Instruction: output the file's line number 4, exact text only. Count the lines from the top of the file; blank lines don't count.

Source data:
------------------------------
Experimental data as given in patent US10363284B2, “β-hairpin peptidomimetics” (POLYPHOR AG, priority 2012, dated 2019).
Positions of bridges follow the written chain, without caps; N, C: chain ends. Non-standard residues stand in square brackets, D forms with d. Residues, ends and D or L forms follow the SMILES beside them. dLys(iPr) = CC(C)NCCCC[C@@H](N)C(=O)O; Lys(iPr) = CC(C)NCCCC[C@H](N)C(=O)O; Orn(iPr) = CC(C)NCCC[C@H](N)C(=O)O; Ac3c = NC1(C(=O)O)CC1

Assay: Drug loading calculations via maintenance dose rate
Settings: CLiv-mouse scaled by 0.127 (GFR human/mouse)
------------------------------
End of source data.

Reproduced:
Settings: CLiv-mouse scaled by 0.127 (GFR human/mouse)